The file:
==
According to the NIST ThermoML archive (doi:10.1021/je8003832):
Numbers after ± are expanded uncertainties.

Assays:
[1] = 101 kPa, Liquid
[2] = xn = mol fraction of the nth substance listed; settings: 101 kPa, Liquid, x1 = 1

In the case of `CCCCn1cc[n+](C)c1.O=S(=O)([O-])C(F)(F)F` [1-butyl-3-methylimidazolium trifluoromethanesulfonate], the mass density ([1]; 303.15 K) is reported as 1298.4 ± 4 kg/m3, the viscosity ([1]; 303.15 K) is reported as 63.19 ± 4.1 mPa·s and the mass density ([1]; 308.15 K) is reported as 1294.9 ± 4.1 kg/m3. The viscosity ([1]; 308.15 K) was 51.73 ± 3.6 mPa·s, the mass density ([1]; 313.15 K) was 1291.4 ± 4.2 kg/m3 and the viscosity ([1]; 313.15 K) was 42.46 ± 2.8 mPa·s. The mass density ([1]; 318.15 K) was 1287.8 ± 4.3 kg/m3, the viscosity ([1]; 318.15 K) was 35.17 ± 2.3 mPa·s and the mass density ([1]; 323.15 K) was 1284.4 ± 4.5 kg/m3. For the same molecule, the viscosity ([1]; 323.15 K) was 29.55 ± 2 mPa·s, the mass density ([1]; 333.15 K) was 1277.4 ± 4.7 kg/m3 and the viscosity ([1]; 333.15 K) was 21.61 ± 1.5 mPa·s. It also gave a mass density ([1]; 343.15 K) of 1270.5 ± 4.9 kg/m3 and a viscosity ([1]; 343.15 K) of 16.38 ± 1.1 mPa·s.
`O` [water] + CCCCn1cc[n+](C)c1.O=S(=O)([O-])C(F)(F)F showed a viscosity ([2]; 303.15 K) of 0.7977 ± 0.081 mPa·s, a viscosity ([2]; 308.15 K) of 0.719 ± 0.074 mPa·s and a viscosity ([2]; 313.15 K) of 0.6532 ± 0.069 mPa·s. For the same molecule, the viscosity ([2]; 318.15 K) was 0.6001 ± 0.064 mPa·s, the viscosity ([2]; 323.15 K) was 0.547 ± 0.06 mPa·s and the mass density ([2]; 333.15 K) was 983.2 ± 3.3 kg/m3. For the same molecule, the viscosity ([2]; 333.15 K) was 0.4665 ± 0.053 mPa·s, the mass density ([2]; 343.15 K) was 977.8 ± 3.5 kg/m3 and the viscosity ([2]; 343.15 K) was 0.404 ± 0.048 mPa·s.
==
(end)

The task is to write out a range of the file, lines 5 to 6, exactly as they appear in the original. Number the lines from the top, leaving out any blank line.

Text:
[2] = xn = mol fraction of the nth substance listed; settings: 101 kPa, Liquid, x1 = 1

In the case of `CCCCn1cc[n+](C)c1.O=S(=O)([O-])C(F)(F)F` [1-butyl-3-methylimidazolium trifluoromethanesulfonate], the mass density ([1]; 303.15 K) is reported as 1298.4 ± 4 kg/m3, the viscosity ([1]; 303.15 K) is reported as 63.19 ± 4.1 mPa·s and the mass density ([1]; 308.15 K) is reported as 1294.9 ± 4.1 kg/m3. The viscosity ([1]; 308.15 K) was 51.73 ± 3.6 mPa·s, the mass density ([1]; 313.15 K) was 1291.4 ± 4.2 kg/m3 and the viscosity ([1]; 313.15 K) was 42.46 ± 2.8 mPa·s. The mass density ([1]; 318.15 K) was 1287.8 ± 4.3 kg/m3, the viscosity ([1]; 318.15 K) was 35.17 ± 2.3 mPa·s and the mass density ([1]; 323.15 K) was 1284.4 ± 4.5 kg/m3. For the same molecule, the viscosity ([1]; 323.15 K) was 29.55 ± 2 mPa·s, the mass density ([1]; 333.15 K) was 1277.4 ± 4.7 kg/m3 and the viscosity ([1]; 333.15 K) was 21.61 ± 1.5 mPa·s. It also gave a mass density ([1]; 343.15 K) of 1270.5 ± 4.9 kg/m3 and a viscosity ([1]; 343.15 K) of 16.38 ± 1.1 mPa·s.